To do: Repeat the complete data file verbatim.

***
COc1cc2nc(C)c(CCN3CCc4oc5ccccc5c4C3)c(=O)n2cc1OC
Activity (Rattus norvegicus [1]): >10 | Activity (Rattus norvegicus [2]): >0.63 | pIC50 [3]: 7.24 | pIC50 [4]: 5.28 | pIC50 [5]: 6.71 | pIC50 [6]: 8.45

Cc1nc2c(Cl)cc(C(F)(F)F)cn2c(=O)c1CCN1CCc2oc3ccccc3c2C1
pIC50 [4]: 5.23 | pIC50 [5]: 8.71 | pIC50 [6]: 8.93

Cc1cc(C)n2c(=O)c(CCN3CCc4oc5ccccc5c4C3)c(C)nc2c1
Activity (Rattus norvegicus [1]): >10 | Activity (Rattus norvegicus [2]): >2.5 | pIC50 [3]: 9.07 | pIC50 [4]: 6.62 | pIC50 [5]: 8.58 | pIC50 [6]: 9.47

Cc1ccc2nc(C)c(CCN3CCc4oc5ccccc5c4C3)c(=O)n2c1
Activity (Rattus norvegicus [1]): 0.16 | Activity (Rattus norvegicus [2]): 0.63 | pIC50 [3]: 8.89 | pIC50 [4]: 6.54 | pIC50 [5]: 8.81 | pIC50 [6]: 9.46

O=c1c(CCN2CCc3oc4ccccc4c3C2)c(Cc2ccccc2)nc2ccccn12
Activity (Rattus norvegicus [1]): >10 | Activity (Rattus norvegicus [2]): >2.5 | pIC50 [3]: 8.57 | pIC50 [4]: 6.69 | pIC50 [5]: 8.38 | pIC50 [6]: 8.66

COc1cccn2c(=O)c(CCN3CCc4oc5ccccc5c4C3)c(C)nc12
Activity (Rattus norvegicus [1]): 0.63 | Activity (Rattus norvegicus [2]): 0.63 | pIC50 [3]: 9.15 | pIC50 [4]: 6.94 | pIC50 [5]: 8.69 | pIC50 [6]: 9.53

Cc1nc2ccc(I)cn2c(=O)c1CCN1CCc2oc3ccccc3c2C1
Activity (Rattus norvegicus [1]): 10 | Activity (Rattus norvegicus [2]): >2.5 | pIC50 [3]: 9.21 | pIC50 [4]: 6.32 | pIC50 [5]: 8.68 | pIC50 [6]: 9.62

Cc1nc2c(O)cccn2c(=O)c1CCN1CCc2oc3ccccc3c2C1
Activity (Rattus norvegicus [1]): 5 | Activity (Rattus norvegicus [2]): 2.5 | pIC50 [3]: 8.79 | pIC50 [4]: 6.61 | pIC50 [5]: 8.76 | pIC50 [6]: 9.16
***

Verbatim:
COc1cc2nc(C)c(CCN3CCc4oc5ccccc5c4C3)c(=O)n2cc1OC
Activity (Rattus norvegicus [1]): >10 | Activity (Rattus norvegicus [2]): >0.63 | pIC50 [3]: 7.24 | pIC50 [4]: 5.28 | pIC50 [5]: 6.71 | pIC50 [6]: 8.45

Cc1nc2c(Cl)cc(C(F)(F)F)cn2c(=O)c1CCN1CCc2oc3ccccc3c2C1
pIC50 [4]: 5.23 | pIC50 [5]: 8.71 | pIC50 [6]: 8.93

Cc1cc(C)n2c(=O)c(CCN3CCc4oc5ccccc5c4C3)c(C)nc2c1
Activity (Rattus norvegicus [1]): >10 | Activity (Rattus norvegicus [2]): >2.5 | pIC50 [3]: 9.07 | pIC50 [4]: 6.62 | pIC50 [5]: 8.58 | pIC50 [6]: 9.47

Cc1ccc2nc(C)c(CCN3CCc4oc5ccccc5c4C3)c(=O)n2c1
Activity (Rattus norvegicus [1]): 0.16 | Activity (Rattus norvegicus [2]): 0.63 | pIC50 [3]: 8.89 | pIC50 [4]: 6.54 | pIC50 [5]: 8.81 | pIC50 [6]: 9.46

O=c1c(CCN2CCc3oc4ccccc4c3C2)c(Cc2ccccc2)nc2ccccn12
Activity (Rattus norvegicus [1]): >10 | Activity (Rattus norvegicus [2]): >2.5 | pIC50 [3]: 8.57 | pIC50 [4]: 6.69 | pIC50 [5]: 8.38 | pIC50 [6]: 8.66

COc1cccn2c(=O)c(CCN3CCc4oc5ccccc5c4C3)c(C)nc12
Activity (Rattus norvegicus [1]): 0.63 | Activity (Rattus norvegicus [2]): 0.63 | pIC50 [3]: 9.15 | pIC50 [4]: 6.94 | pIC50 [5]: 8.69 | pIC50 [6]: 9.53

Cc1nc2ccc(I)cn2c(=O)c1CCN1CCc2oc3ccccc3c2C1
Activity (Rattus norvegicus [1]): 10 | Activity (Rattus norvegicus [2]): >2.5 | pIC50 [3]: 9.21 | pIC50 [4]: 6.32 | pIC50 [5]: 8.68 | pIC50 [6]: 9.62

Cc1nc2c(O)cccn2c(=O)c1CCN1CCc2oc3ccccc3c2C1
Activity (Rattus norvegicus [1]): 5 | Activity (Rattus norvegicus [2]): 2.5 | pIC50 [3]: 8.79 | pIC50 [4]: 6.61 | pIC50 [5]: 8.76 | pIC50 [6]: 9.16